Hiring Interns: Great resource but not free
Interns are a great resource for a company. They are generally thirsty for knowledge, willing to work hard to prove themselves, and oh yes, willing to work for cheap or even nothing. At least I was when I was in law school. Although the intern might be willing to work for nothing that doesn’t mean a “for profit” business doesn’t have to pay him or her.
In the state of Washington all employees are subject to the minimum wage unless excluded by statute. RCW 49.46.010 excludes certain volunteers as “employees”. The applicable statutes related to interns are RCW 49.46.010(5)(d) and (e). Those sections read as follows:
Any individual engaged in the activities of an educational, charitable, religious, state or local governmental body or agency, or nonprofit organization where the employer-employee relationship does not in fact exist or where the services are rendered to such organizations gratuitously.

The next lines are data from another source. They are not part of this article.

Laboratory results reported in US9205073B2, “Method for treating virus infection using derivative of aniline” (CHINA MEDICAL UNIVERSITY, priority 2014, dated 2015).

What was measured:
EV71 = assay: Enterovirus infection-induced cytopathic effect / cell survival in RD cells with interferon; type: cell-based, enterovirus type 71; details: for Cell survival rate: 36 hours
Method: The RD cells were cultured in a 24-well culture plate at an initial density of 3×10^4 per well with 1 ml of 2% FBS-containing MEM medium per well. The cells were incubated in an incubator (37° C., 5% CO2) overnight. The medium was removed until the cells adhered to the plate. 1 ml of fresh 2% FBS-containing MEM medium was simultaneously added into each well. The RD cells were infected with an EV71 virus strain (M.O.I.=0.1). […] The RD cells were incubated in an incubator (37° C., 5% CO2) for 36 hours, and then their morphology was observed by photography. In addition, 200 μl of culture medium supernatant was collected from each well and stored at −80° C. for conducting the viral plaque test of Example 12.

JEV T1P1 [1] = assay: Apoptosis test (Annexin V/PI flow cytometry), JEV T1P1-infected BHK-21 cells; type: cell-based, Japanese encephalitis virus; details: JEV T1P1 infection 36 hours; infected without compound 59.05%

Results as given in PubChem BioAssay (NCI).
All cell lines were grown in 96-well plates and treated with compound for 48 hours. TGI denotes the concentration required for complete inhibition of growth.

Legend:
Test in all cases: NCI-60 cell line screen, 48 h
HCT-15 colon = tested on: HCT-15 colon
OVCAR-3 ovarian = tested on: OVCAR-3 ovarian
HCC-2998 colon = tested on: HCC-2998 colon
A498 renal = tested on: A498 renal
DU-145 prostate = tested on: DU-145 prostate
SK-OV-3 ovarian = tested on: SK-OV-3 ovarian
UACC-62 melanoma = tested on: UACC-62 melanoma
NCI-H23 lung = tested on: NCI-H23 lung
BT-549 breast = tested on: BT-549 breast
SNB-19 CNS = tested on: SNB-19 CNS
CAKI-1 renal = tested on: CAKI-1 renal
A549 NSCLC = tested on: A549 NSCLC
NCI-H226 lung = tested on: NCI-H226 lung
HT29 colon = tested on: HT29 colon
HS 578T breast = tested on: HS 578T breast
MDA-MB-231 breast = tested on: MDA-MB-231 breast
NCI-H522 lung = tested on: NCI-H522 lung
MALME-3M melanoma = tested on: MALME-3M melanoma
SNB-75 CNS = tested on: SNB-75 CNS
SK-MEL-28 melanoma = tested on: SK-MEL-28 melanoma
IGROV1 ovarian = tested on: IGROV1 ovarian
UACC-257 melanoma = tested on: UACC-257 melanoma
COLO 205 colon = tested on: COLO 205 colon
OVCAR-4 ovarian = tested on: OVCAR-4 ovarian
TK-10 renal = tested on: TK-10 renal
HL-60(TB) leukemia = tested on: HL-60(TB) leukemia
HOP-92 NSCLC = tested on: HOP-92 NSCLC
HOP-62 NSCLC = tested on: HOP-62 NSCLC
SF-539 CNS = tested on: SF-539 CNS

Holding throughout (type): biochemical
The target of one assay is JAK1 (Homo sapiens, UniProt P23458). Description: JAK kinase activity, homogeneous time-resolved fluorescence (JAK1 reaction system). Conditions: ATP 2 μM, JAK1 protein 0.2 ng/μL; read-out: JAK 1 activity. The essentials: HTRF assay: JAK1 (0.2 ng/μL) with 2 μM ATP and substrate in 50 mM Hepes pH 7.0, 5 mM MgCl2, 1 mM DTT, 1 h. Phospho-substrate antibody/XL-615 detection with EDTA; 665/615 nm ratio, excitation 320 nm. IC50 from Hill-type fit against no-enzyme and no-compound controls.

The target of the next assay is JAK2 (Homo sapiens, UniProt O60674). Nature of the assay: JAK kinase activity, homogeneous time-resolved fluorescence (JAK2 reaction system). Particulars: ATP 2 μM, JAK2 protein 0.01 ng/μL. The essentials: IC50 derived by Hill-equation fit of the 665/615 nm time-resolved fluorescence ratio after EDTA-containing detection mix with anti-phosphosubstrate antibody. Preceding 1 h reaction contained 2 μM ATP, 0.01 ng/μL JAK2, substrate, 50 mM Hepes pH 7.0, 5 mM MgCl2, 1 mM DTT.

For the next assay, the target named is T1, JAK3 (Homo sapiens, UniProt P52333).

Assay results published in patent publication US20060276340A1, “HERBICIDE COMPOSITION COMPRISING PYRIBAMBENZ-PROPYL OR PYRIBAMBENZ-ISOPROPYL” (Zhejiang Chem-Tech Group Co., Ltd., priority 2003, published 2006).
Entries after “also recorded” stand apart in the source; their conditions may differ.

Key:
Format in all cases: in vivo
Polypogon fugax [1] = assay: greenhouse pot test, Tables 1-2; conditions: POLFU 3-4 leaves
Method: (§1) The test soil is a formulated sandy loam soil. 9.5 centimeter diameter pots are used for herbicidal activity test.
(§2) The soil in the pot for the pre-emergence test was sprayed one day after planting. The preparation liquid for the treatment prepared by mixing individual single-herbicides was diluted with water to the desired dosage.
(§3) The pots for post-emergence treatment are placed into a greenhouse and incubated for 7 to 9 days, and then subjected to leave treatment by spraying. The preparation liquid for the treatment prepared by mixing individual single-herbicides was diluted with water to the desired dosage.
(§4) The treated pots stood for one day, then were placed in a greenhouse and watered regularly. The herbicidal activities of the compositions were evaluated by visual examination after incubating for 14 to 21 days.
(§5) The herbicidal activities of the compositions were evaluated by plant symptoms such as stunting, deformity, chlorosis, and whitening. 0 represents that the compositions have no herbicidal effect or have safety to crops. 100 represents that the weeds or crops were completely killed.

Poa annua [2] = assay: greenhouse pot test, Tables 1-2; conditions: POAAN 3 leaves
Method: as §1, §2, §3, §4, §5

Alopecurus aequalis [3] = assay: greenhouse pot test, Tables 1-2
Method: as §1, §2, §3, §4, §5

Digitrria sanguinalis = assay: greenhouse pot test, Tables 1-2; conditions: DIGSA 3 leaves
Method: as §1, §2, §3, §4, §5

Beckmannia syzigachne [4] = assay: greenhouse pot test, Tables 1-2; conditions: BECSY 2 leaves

Any individual employed full time by any state or local governmental body or agency who provides voluntary services but only with regard to the provision of the voluntary services.
Volunteers are not allowed in a “for-profit” business. Any individual, partnership, association, corporation, business trust, or any person or group of persons acting directly or indirectly in the interest of an employer, who permits any individual to work, is subject to the provisions of the MWA.
In sum, even if the intern is willing to work free the “for profit” business must pay the intern. But come on, interns are usually smart, enthusiastic, and willing to do whatever is needed to get experience. In my mind an employee like that is worth at least $8.55 per hour.